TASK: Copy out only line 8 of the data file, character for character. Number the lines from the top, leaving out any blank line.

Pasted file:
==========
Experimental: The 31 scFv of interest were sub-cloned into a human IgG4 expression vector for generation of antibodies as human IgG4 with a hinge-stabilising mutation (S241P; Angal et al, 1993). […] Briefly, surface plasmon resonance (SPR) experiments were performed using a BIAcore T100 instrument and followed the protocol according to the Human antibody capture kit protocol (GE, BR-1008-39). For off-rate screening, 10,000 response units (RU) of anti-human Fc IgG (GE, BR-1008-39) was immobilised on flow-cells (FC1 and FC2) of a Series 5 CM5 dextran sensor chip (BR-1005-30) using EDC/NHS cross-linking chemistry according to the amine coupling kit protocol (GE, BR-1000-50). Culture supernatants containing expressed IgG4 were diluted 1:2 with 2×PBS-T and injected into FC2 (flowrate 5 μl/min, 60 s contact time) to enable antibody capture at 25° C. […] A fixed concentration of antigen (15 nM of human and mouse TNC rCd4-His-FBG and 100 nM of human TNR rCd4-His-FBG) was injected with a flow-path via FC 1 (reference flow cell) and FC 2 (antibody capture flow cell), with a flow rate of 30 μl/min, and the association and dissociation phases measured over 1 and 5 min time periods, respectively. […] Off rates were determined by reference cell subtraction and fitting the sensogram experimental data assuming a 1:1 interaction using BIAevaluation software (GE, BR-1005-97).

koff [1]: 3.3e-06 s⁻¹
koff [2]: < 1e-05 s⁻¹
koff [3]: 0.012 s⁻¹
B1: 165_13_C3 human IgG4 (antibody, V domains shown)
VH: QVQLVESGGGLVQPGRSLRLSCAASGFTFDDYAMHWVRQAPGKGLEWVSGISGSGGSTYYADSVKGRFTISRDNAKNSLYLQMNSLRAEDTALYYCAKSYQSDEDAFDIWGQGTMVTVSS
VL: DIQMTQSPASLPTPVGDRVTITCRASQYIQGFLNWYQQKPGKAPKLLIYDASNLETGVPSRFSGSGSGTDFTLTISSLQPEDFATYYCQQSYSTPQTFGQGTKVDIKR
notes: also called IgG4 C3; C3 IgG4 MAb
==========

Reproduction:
notes: also called IgG4 C3; C3 IgG4 MAb